Define Your Brand, or Else
Does anyone really know the difference between Uber and Lyft?
Last Thursday, my coworker and I needed to catch a cab in New York.
The problem was that it’s practically impossible to catch one of those iconic yellow cabs during the bustling evening in the heart of Times Square, which is exactly where we were trying to hail a cab. So I decided to pull out my iPhone and use my apps to catch a cab for both of us. The two apps that I have on my phone are Uber and Lyft.
While the two of us were putting in our information to take each of us home, we realized a few things. One: Neither one of us had a preference—or any loyalty—to either brand. Two: When the drivers from Uber and Lyft called my phone to update us on their statuses, neither identified themselves with the company that each works for. So I had to ask, “Is this Uber or Lyft?” And when each car pulled up to the curb in front of the venue where we were waiting, only one—Uber—had an identifier of the company on the vehicle. So when the Lyft car pulled up first, I had to ask which company he worked for—again.
My point: I feel both companies need to do a better job in marketing the distinct differences in their services, missions, and customer benefits. And from this experience, I have a few suggestions on brand marketing.
1) Work to boost customer affinity and brand loyalty. Remember that everyone has many options at the tips of their fingers. Consumers today don’t necessarily need to maintain loyalty to any brand when so many options are available. If they’re the least bit dissatisfied with their customer or simply are looking to try something, they won’t hesitate to turn to another brand. So building loyalty, advocacy, and affinity should be a high priority for every marketing team.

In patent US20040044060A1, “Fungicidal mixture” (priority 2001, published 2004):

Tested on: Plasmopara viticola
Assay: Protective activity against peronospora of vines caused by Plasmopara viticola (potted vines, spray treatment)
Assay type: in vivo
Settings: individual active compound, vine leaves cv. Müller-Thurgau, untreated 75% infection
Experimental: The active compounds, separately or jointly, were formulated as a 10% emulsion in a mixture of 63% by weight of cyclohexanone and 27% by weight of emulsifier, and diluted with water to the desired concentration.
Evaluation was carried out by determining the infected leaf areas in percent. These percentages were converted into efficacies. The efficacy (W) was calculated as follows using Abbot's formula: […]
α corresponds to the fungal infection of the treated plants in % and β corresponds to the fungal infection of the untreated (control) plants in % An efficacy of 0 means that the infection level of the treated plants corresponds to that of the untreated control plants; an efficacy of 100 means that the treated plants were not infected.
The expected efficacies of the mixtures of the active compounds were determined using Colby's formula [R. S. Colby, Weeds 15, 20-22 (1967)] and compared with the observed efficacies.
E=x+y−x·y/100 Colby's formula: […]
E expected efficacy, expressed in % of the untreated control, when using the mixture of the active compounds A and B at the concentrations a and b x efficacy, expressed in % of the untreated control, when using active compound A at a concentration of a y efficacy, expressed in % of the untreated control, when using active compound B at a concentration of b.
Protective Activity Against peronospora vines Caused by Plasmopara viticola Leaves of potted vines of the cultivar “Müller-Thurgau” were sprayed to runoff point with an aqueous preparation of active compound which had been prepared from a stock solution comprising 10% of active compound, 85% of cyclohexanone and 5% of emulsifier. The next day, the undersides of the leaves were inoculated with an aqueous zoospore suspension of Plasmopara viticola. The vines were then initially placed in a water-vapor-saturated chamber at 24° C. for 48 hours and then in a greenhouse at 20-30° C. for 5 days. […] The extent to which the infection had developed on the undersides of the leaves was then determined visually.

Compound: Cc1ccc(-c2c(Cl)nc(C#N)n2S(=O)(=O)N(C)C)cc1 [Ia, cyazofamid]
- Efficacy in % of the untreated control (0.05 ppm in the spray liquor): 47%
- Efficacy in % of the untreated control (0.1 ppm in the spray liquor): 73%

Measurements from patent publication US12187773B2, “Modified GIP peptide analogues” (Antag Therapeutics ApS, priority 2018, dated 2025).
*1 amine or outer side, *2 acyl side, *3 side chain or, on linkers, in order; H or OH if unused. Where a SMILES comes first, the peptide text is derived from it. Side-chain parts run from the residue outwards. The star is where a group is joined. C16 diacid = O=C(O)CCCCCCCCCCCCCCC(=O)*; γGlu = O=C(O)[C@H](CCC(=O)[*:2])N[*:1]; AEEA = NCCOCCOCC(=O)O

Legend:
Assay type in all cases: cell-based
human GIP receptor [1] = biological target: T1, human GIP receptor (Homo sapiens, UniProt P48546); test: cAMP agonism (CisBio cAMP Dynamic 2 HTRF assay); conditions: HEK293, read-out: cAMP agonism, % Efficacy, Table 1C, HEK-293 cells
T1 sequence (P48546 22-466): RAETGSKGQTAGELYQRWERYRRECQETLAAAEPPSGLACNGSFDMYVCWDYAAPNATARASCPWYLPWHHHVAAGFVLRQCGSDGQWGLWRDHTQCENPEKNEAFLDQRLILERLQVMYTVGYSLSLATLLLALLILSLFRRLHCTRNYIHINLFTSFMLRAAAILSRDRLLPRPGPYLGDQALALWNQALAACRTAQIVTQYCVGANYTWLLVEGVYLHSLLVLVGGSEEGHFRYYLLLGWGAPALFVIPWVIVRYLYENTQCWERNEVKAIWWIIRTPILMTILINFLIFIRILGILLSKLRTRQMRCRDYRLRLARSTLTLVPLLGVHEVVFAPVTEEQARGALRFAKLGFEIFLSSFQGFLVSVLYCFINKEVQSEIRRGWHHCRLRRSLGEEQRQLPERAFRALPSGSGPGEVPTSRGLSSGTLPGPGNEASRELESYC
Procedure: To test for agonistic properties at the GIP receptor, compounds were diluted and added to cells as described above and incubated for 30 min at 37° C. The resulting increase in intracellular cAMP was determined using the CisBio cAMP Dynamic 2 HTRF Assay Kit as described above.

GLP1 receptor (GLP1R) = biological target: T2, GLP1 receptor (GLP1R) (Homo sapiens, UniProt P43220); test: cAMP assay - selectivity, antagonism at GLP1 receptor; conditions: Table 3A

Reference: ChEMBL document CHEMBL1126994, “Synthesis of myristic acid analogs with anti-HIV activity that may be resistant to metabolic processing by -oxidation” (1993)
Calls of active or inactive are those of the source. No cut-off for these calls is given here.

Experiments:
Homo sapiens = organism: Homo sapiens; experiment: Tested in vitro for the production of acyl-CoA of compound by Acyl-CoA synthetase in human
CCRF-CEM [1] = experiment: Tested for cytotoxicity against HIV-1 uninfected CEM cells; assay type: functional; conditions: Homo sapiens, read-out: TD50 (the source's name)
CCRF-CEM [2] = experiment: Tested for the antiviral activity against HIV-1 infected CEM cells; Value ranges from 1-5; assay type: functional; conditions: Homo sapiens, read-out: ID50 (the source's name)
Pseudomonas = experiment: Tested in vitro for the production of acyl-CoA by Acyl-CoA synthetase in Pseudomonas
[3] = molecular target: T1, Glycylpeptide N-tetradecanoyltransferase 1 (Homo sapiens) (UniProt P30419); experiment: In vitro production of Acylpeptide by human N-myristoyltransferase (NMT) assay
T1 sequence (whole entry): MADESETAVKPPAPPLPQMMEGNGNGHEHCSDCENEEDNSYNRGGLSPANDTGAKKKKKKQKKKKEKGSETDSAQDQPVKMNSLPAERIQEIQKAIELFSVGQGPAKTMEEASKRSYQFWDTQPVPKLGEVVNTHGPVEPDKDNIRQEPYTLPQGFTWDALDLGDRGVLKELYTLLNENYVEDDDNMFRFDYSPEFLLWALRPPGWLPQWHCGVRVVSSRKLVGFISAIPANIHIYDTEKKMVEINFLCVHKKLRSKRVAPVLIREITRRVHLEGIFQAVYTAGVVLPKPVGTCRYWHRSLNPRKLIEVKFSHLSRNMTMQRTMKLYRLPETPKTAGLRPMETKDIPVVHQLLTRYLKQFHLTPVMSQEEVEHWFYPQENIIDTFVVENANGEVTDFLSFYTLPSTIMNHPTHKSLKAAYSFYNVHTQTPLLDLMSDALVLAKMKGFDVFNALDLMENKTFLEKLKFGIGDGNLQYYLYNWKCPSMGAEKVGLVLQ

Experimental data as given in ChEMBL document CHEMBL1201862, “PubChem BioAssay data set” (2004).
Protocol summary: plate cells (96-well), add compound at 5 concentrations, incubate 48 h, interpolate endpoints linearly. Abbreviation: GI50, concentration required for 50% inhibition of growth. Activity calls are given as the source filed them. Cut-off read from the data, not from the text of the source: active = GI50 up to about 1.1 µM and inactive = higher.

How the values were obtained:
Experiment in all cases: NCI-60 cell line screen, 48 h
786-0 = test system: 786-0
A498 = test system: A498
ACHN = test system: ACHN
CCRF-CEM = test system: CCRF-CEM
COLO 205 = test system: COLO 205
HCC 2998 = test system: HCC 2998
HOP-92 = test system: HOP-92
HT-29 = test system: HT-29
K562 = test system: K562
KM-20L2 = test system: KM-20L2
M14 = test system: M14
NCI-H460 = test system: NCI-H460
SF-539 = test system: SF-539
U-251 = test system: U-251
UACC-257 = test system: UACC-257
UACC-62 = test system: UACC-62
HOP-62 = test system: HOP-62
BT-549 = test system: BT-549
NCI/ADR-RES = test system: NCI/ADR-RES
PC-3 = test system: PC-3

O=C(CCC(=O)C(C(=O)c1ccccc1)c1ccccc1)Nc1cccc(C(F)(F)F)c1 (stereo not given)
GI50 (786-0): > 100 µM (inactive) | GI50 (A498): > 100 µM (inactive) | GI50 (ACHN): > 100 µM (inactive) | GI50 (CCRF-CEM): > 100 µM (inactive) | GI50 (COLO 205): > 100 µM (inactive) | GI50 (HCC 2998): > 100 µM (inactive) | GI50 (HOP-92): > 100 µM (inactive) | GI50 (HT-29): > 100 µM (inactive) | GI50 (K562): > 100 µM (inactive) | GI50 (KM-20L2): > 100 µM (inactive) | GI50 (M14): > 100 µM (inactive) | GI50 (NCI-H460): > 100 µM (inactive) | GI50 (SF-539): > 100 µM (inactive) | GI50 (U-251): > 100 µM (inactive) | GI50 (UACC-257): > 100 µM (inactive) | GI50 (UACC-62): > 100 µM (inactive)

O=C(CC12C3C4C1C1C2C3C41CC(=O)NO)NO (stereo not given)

2) Define your brand. The Uber and Lyft drivers should answer the phone and identify themselves to customers with company names each time that they begin a conversation. Both Lyft and Uber have glow-in-the-dark symbols, which are supposed to be on display so that customers and even bystanders can easily recognize those brands. Part of defining a brand is to be consistent, which both of the cab services were missing.
3) Rev up your internal staff. One truth so often gets overlooked: Your employees make some of the best brand advocates. More times than I care to share, a Lyft driver tells me—while on my way to a destination—that he’s also an Uber driver and vice versa. The employees, many times, don’t feel a sense of loyalty to either company and as such don’t advocate a particular brand to customers. Have a mission that your employees can believe in. Distinguish the company from all competitors. Those who work for you will be the best advocates, better than money ever could buy.